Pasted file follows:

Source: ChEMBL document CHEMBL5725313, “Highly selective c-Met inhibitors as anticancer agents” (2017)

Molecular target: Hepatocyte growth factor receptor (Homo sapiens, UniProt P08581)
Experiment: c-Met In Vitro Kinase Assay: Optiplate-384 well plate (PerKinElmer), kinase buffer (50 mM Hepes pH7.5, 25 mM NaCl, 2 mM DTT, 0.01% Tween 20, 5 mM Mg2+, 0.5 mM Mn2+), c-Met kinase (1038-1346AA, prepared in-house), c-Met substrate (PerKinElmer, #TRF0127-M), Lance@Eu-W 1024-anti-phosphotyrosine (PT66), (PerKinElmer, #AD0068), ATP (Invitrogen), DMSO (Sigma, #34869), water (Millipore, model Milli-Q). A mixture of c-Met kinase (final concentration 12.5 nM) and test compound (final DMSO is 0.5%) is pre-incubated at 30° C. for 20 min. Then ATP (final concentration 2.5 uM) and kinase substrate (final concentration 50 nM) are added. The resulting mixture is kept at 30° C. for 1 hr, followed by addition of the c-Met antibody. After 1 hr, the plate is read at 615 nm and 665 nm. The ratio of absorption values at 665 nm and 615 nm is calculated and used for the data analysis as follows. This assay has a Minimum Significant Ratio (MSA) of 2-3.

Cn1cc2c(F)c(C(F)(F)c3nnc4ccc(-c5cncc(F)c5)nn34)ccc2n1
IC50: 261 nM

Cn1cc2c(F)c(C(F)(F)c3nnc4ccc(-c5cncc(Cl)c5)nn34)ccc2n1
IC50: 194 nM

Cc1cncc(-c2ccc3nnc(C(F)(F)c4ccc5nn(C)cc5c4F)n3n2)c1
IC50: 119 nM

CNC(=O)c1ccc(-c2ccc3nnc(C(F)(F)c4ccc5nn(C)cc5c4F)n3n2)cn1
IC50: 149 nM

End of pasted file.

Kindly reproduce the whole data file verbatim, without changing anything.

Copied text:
Source: ChEMBL document CHEMBL5725313, “Highly selective c-Met inhibitors as anticancer agents” (2017)

Molecular target: Hepatocyte growth factor receptor (Homo sapiens, UniProt P08581)
Experiment: c-Met In Vitro Kinase Assay: Optiplate-384 well plate (PerKinElmer), kinase buffer (50 mM Hepes pH7.5, 25 mM NaCl, 2 mM DTT, 0.01% Tween 20, 5 mM Mg2+, 0.5 mM Mn2+), c-Met kinase (1038-1346AA, prepared in-house), c-Met substrate (PerKinElmer, #TRF0127-M), Lance@Eu-W 1024-anti-phosphotyrosine (PT66), (PerKinElmer, #AD0068), ATP (Invitrogen), DMSO (Sigma, #34869), water (Millipore, model Milli-Q). A mixture of c-Met kinase (final concentration 12.5 nM) and test compound (final DMSO is 0.5%) is pre-incubated at 30° C. for 20 min. Then ATP (final concentration 2.5 uM) and kinase substrate (final concentration 50 nM) are added. The resulting mixture is kept at 30° C. for 1 hr, followed by addition of the c-Met antibody. After 1 hr, the plate is read at 615 nm and 665 nm. The ratio of absorption values at 665 nm and 615 nm is calculated and used for the data analysis as follows. This assay has a Minimum Significant Ratio (MSA) of 2-3.

Cn1cc2c(F)c(C(F)(F)c3nnc4ccc(-c5cncc(F)c5)nn34)ccc2n1
IC50: 261 nM

Cn1cc2c(F)c(C(F)(F)c3nnc4ccc(-c5cncc(Cl)c5)nn34)ccc2n1
IC50: 194 nM

Cc1cncc(-c2ccc3nnc(C(F)(F)c4ccc5nn(C)cc5c4F)n3n2)c1
IC50: 119 nM

CNC(=O)c1ccc(-c2ccc3nnc(C(F)(F)c4ccc5nn(C)cc5c4F)n3n2)cn1
IC50: 149 nM